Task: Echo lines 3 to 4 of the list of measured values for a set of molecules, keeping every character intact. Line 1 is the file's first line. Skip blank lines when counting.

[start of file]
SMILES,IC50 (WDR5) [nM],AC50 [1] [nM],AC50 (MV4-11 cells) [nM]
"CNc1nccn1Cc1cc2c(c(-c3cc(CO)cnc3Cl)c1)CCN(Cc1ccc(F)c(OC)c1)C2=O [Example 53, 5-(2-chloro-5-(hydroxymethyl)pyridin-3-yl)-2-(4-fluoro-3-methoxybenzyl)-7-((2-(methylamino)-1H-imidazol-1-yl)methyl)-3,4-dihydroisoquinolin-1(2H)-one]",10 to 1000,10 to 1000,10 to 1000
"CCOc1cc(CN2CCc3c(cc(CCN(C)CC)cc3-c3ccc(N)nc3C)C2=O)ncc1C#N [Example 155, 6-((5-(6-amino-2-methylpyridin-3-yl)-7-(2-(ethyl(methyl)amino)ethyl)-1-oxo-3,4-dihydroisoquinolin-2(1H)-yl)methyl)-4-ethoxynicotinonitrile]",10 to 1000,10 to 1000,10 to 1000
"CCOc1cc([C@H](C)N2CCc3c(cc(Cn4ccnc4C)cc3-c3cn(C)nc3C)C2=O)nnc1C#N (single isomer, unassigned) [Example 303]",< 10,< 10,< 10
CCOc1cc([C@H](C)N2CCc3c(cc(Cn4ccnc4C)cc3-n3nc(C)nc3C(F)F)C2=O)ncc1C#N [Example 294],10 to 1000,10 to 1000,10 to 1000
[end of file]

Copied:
"CCOc1cc(CN2CCc3c(cc(CCN(C)CC)cc3-c3ccc(N)nc3C)C2=O)ncc1C#N [Example 155, 6-((5-(6-amino-2-methylpyridin-3-yl)-7-(2-(ethyl(methyl)amino)ethyl)-1-oxo-3,4-dihydroisoquinolin-2(1H)-yl)methyl)-4-ethoxynicotinonitrile]",10 to 1000,10 to 1000,10 to 1000
"CCOc1cc([C@H](C)N2CCc3c(cc(Cn4ccnc4C)cc3-c3cn(C)nc3C)C2=O)nnc1C#N (single isomer, unassigned) [Example 303]",< 10,< 10,< 10